Farrell said that in past years where they faced obstacles preventing print at the end of the semester, they moved the magazine's release to the start of the next semester. That is their backup option this semester, Farrell said, although a digital version of the magazine will be published on the Coulture website.
“Luckily, we finished the photoshoots before spring break, so those are done,” Farrell said. “We won't have to cut one or try to make something up.”
Farrell said most of the articles and graphics are finished as well. Any further editing will likely be done through Google Hangouts.
“They’ve done all the work already and it would be such a bummer and so disappointing for it not to manifest in some form,” Farrell said. “Especially since we can do a digital version of it, and we’re already pretty much almost at the end of making it.”
Coulture’s has a team of roughly 200 members who have been working on this semester's issue, Farrell said.
“I think it’s important to honor their work and celebrate them,” Farrell said. “Also, students do really like to read our magazine and that would be a good thing to provide students during this time, to read the work of their peers.”
Graduate student Kylan Rice is the editor-in-chief of Carolina Quarterly, a literary journal that publishes contemporary literature in the forms of poetry, fiction, creative nonfiction and book reviews.
“This may be a more important time than ever to form communities through media as opposed to through face-to-face commerce,” Rice said. “I think that a publication can do that, especially one that is routed in the humanities. It’s so important during a time of crisis.”
The journal publishes four seasonal issues per year online and in print and is put together by a team that consists of a mix of graduate and undergraduate students.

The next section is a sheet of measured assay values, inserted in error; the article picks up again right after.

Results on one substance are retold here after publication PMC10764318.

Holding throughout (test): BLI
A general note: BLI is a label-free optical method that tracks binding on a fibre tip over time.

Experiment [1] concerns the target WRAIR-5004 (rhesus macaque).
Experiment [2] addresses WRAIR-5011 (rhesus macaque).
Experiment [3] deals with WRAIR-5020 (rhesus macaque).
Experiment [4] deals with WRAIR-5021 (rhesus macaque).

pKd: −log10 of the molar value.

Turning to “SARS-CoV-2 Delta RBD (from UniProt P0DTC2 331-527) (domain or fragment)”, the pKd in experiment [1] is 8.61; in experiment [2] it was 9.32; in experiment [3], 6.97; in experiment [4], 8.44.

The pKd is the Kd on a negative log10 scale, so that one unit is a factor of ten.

“A lot of the basic duties for the Quarterly can be done remotely,” Rice said. “It’s really only my administrative team that it’s affected because we deal with the technology on campus.”
Carolina Quarterly was established in 1948 and has a reputation far beyond UNC's campus.
“We are servicing a non-university audience and we have that reputation to uphold,” Rice said.
Cellar Door is UNC’s oldest undergraduate literary journal. The magazine has been publishing the work of student artists and authors since 1973.
UNC sophomore Savannah Bradley is the editor-in-chief of Cellar Door and has been working with the publication since her first year. Bradley said Cellar Door publishes a spring and fall issue each year.
“That includes some of the best undergraduate work in regards to fiction, poetry and art," Bradley said.
Bradley said Cellar Door hasn't missed an issue since the 1970s.
“Obviously we should be quarantined, obviously we should be social distancing, it’s really important that we take the necessary precautions in order to limit the spread of the virus,” Bradley said. “Also by that same notion, I think it’s important that anything that can endure, should endure.”
The publication's biggest change will be the cancellation of its regular spring reading, where the people who work to produce Cellar Door invite the authors to read their work in front of an audience.
“That, I think is the biggest detriment because I think that is such a wonderful time of the year to be able to read everybody's work and everyone is able to have a voice,” Bradley said.
Bradley said they currently plan to still print a smaller amount of copies, which will continue to be available for students over the summer and into the fall semester.
“We’re really excited to be able to continue publishing and I’m hoping that other publications, if they are able to do so, will do the same,” Bradley said. “UNC is such a vibrant community and we have such a lush artistic life, that I think it’s really important that we are able to continue celebrating and working with student artists."